from The American Heritage® Dictionary of the English Language, 4th Edition
- An island of Trinidad and Tobago in the southeast West Indies northeast of Trinidad. Inhabited by Caribs when Columbus first visited it in 1498, the island was captured by the French in 1781 and ceded to the British in 1892. Tobago was united (1898) with Trinidad to form the colony of Trinidad and Tobago, which gained independence in 1962.
from Wiktionary, Creative Commons Attribution/Share-Alike License
- proper n. An island of the Caribbean, part of Trinidad and Tobago.
from WordNet 3.0 Copyright 2006 by Princeton University. All rights reserved.
- n. island in West Indies
Sprucing up in Port of Spain -- The nation of Trinidad and Tobago is getting ready for the Summit of the Americas.
The government of Trinidad and Tobago is spending between $1 billion to $2 billion TT dollars (US$161 million - US$323 million) of taxpayer money on the Summit.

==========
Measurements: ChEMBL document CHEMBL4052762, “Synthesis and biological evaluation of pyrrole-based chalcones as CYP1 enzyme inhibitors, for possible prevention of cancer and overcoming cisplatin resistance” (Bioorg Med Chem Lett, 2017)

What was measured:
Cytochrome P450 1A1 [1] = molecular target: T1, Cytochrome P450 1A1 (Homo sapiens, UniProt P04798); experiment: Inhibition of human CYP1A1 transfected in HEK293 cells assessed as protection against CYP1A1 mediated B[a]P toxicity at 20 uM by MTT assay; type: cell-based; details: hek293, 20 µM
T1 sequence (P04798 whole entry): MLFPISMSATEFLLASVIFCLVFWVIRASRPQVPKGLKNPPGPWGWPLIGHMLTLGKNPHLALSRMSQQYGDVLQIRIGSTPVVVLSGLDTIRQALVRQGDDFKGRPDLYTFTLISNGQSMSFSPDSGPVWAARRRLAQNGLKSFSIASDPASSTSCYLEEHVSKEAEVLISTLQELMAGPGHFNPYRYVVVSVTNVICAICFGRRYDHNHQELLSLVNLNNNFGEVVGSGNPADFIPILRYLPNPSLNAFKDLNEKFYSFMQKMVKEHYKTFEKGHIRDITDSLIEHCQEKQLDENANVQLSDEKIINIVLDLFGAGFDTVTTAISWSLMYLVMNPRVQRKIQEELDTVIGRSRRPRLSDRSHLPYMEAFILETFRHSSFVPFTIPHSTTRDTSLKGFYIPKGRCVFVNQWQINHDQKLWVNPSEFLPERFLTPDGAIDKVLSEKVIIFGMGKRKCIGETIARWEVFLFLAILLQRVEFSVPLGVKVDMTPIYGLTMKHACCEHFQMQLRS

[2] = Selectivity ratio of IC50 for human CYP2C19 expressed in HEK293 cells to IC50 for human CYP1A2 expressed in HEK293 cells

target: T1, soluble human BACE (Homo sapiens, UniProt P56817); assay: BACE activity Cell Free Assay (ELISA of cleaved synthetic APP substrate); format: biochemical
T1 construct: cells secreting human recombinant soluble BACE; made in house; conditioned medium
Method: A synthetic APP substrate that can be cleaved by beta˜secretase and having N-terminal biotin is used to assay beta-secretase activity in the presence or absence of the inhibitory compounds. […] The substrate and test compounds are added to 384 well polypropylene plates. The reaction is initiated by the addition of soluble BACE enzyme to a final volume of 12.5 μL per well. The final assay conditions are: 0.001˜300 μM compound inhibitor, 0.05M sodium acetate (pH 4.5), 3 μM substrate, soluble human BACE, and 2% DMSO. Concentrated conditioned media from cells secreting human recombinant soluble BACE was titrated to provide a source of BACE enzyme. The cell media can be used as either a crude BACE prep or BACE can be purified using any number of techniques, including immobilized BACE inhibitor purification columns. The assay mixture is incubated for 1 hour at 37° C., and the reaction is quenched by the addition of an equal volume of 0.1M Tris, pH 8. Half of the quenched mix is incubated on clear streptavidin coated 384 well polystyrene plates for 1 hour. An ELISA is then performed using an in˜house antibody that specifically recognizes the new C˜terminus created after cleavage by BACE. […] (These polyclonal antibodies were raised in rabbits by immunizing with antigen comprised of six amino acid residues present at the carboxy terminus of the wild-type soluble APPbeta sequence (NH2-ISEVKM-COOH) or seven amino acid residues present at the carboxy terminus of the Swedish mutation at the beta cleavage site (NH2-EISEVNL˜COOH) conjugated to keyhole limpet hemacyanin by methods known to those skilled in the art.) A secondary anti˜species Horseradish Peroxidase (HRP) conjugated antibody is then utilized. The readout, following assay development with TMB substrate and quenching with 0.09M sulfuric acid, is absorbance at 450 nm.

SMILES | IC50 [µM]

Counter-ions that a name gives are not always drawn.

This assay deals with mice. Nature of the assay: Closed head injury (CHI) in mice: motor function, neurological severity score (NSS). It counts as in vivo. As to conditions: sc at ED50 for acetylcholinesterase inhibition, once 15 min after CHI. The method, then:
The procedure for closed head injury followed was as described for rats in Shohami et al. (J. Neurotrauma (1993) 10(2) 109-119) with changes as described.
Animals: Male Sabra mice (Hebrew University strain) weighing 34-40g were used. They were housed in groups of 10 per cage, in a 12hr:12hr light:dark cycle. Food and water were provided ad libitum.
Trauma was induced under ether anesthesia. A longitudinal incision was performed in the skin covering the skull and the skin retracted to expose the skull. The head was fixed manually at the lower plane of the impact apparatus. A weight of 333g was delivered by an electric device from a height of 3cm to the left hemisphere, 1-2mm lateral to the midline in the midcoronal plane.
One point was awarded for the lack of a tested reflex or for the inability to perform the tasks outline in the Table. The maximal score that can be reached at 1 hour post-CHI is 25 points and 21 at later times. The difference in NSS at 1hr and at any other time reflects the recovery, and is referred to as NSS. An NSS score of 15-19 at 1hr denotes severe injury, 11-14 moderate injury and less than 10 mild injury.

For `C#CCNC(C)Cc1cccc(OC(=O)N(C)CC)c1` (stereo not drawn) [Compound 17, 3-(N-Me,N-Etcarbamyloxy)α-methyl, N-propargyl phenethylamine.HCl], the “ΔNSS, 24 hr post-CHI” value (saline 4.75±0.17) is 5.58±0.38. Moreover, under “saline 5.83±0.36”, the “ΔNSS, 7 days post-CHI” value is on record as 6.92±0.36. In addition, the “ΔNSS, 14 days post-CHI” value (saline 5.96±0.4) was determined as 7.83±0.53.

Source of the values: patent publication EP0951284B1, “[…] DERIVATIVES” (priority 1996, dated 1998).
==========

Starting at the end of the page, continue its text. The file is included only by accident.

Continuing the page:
Trinidad & Tobago is happy to be here after beating Bahrain in one of the ugliest World Cup qualifiers in the history of televised soccer, but their chances look dim.
If you get mugged in Tobago, the cop who shows up to arrest the perp might be a bobby.
These stems are used for walking canes, and are sometimes called Tobago canes.
Tobago is short of 100 policemen but, according to Frederick, there are plans to provide additional manpower, including a resident helicopter.
The provisional suspension of some constitutional guarantees came in response to a spate of murders blamed on the drug trade and turf wars over smuggling routes through Trinidad and Tobago, which is a trans-shipment point for South American cocaine headed to Europe and the United States.
Whitney Houston repeatedly shouts during a jazz festival appearance — in Tobago.
At the head of thefe fliands Tobago, which is about thirty leagues in circumference.
The history of America, : from its discovery by Columbus to the conclusion of the late war. : With an appendix, containing an account of the rise and progress of the present unhappy contest between Great Britain and her colonies.
"Tobago" was sold in 1814 at $2.75 per pound, and later for 62c.
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